The interactive portion of this page requires the flash 8 plug-in
450 BC: Greeks ponder the existence of other worlds. 1400 - 1600: Nicholas of Cusa (1401-1464) and Giordano Bruno (1548-1600) dispute the Sun's uniqueness and singularity in the universe. Bruno is burned at the stake in 1600 for, among other things, his claim that there are other stars and solar systems besides our own. 1543: Nicolaus Copernicus becomes the first modern astronomer to suggest that the Earth, along with the other planets, orbits the sun, and not the other way around. His ideas, though controversial at the time, are the beginning of a new way of thinking about the design of the universe. 1609: Galileo Galilei introduces the telescope to astronomy. The new instrument helps reveal the universe in greater detail than ever before - Galileo uses it to observe the moons of Jupiter, providing further evidence of worlds besides our own. 1698: Christiaan Huygens (1629-1695) publishes Cosmotheros, a book that imagines what life would be like on other planets. 1750: Thomas Wright becomes the first to postulate that the Milky Way may be a massive disk of stars, and that some of the other objects in the sky may be disks of stars similar to our own. 1781: William Herschel discovers Uranus, the first new planet discovered since ancient times. 1855: Capt. W. S. Jacob of the East India Observatory in Madras, India, finds orbital anomalies in the binary star 70 Ophiuchi that he claims are evidence of an extrasolar planet - the first exoplanet false alarm. The "discovery" begins a 140-year period of other exoplanet discovery false alarms, but no actual planets are discovered. 1920: A. A. Michelson and Francis Pease use a stellar interferometer for the first time to measure the diameter of the star Betelguese at the Mt. Wilson observatory in California. Decades later, an interferometer at the Keck Observatory in Hawaii will play an important role in understanding the environments in which exoplanets form. 1925: Using the Hooker 100" Telescope in California, Edwin Hubble proves that galaxies are groups of stars like the Milky Way. The discovery is groundbreaking and forever alters our view of the universe. 1960: Dr. Frank Drake creates an equation that predicts the number of extraterrestrial civilizations in our galaxy that we might come in contact with - his answer is 2.31. The work is considered a groundbreaking method of pondering the likelihood of intelligent life elsewhere in the universe. 1966: Debut of television series "Star Trek." The show introduces exoplanets and alien life into pop culture, with numerous spin-offs, movies, and merchandise. Show creator Gene Roddenberry will later endorse 40 Eridani A - which may have an Earth-like planet - as the home solar system for Mr. Spock. 1990: The Hubble Space Telescope is launched in April. This influential mission will later aid in the identification and study of exoplanets, by watching for the dimming caused when a planet moves in between us and the planet's star. Hubble will also eventually take one of the first pictures of an exoplanet. 1992: Aleksander Wolszczan and Dale Frail discover two rocky planets orbiting PSR B1257+12, a pulsar in the constellation Virgo. Because they are constantly bombarded by radiation from the dead neutron star that they orbit, these rocky planets cannot support organic life as we know it. 1993: Planet PSR B1620-26 b is found orbiting a binary system composed of a pulsar and a white dwarf. Located 1,170 light-years from Earth, the planet, which is about two and a half times the size of Jupiter, takes over 100 earth years to complete a single orbit. It is also the first planet found in a star cluster, in this case, globular cluster M4. 1995: Michel Mayor and Didier Queloz find the first planet orbiting a main-sequence star, 51 Pegasi, a discovery confirmed a week later. The planet, which is half the size of Jupiter, orbits so close to 51 Peg that it practically grazes the surface, a revelation that baffles astronomers. 1999: Researchers from San Francisco State University and the Harvard-Smithsonian Center for Astrophysics working independently announce the discovery of a second and third planet orbiting the star Upsilon Andromedae in the constellation Andromeda. 1999: First transiting exoplanet observed. Research teams led by David Charbonneau and Greg Henry independently observe a planet passing across the front of the star HD 209458. The transit method of observation will later be used to analyze the atmospheres of exoplanets. 2001: Teams led by David Charbonneau and Timothy Brown use the spectrometer on the Hubble Space Telescope to probe the atmospheric composition of a planet orbiting the star HD 209458. Sodium was detected in the planet's atmosphere. Later observations would reveal a 200,000 km tail of hydrogen, carbon, and oxygen streaming from the planet. 2001: Astronomers from Geneva University discover HD 28185 b, a planet that orbits about the same distance from its star as the Earth does from our own Sun. The planet, which is nearly six times as massive as Jupiter, is the first to be found in the so-called "habitable zone" around a star where liquid water can exist. 2002: Astronomers discover a planet orbiting the giant star Iota Draconis, which is 13 times the diameter of the Sun and 40 times as bright. It is the first time an exoplanet has been found orbiting a giant star. 2002: After observing numerous solar systems with gigantic planets that orbit at extremely close to their stars or elliptical, astronomers Geoffrey Marcy and Paul Butler announce the discovery of a Jupiter-like planet orbiting the star 55 Cancri at a similar distance to Jupiter in our own solar system. 2003: The Spitzer Space Telescope and the Canadian space telescope MOST launch during the summer. Spitzer's infrared capabilities will later contribute to many exoplanet milestones. 2005: Astronomers use Spitzer Space Telescope to capture infrared light emanating from exoplanets HD 209458b and TrES-1. The findings mark the first time direct light from an exoplanet has been observed. 2006: The French CoRoT space telescope, which detects planets as they transit their host stars, is launched in December. 2007: NASA's Spitzer Space Telescope finds water vapor in the spectrum of the planet HD 189733b. It is the first time water has been detected on an exoplanet. 2007: NASA's Spitzer Space Telescope takes the first spectroscopic measurements of an exoplanet's atmosphere. Later, data from Spitzer is used to create the first temperature map of an exoplanet. 2008: On the same day, two separate groups of astronomers release the first ever visible-light exoplanet images, using the Hubble, Keck, and Gemini telescopes. 2008: Astronomers using the Hubble Space Telescope measure the first sign of an organic molecule on an exoplanet. The discovery is made by analyzing the spectrum from HD 189733 b. 2009: NASA's Kepler mission launches in March. Kepler observes thousands of stars at once, looking for transiting Earth-like planets. The results will tell astronomers how plentiful planets like Earth are in the galaxy. THE FUTURE: The hunt for exoplanets continues at a rapid pace, and the discovery of a world much like Earth could be right around the corner. This timeline will continue to update with the latest exoplanet milestones, so check back to see how the story continues...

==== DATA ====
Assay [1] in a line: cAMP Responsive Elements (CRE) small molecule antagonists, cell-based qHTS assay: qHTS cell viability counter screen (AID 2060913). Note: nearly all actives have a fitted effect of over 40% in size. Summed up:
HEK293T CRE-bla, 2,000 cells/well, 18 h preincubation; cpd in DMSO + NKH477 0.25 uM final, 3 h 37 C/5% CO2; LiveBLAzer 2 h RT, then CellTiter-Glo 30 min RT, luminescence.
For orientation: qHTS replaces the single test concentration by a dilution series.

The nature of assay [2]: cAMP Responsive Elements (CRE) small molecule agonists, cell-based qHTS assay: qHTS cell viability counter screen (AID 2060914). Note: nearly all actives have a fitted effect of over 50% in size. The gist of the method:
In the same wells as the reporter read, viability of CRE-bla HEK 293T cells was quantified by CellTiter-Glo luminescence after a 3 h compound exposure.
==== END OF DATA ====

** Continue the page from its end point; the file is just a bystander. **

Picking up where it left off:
click here to download

This interactive multimedia timeline traces the search for extrasolar planets, from ancient philosophical speculation to modern discoveries.